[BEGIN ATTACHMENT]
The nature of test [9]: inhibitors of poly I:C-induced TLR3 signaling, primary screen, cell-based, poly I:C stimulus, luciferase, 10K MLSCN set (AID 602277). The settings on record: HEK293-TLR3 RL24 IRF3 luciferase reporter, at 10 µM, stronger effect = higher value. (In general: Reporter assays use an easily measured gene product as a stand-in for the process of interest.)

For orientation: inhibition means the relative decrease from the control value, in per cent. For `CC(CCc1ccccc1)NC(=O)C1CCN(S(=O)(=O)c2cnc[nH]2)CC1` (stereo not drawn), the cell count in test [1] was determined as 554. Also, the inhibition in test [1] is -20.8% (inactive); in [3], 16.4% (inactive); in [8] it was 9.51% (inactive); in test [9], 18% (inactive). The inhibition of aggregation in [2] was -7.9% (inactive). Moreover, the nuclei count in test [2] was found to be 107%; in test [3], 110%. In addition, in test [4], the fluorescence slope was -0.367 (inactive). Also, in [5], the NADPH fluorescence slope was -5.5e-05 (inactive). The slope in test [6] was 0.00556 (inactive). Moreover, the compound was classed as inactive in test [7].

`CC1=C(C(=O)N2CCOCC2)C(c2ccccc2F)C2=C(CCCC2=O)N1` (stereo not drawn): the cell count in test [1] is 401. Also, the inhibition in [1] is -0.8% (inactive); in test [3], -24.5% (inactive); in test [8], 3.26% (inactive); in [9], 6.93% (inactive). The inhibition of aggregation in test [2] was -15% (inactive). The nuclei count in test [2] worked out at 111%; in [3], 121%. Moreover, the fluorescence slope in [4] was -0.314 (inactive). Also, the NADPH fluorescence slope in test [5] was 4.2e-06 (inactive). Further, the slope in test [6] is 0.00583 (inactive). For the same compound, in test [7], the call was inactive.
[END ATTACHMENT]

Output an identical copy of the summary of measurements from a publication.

The nature of test [9]: inhibitors of poly I:C-induced TLR3 signaling, primary screen, cell-based, poly I:C stimulus, luciferase, 10K MLSCN set (AID 602277). The settings on record: HEK293-TLR3 RL24 IRF3 luciferase reporter, at 10 µM, stronger effect = higher value. (In general: Reporter assays use an easily measured gene product as a stand-in for the process of interest.)

For orientation: inhibition means the relative decrease from the control value, in per cent. For `CC(CCc1ccccc1)NC(=O)C1CCN(S(=O)(=O)c2cnc[nH]2)CC1` (stereo not drawn), the cell count in test [1] was determined as 554. Also, the inhibition in test [1] is -20.8% (inactive); in [3], 16.4% (inactive); in [8] it was 9.51% (inactive); in test [9], 18% (inactive). The inhibition of aggregation in [2] was -7.9% (inactive). Moreover, the nuclei count in test [2] was found to be 107%; in test [3], 110%. In addition, in test [4], the fluorescence slope was -0.367 (inactive). Also, in [5], the NADPH fluorescence slope was -5.5e-05 (inactive). The slope in test [6] was 0.00556 (inactive). Moreover, the compound was classed as inactive in test [7].

`CC1=C(C(=O)N2CCOCC2)C(c2ccccc2F)C2=C(CCCC2=O)N1` (stereo not drawn): the cell count in test [1] is 401. Also, the inhibition in [1] is -0.8% (inactive); in test [3], -24.5% (inactive); in test [8], 3.26% (inactive); in [9], 6.93% (inactive). The inhibition of aggregation in test [2] was -15% (inactive). The nuclei count in test [2] worked out at 111%; in [3], 121%. Moreover, the fluorescence slope in [4] was -0.314 (inactive). Also, the NADPH fluorescence slope in test [5] was 4.2e-06 (inactive). Further, the slope in test [6] is 0.00583 (inactive). For the same compound, in test [7], the call was inactive.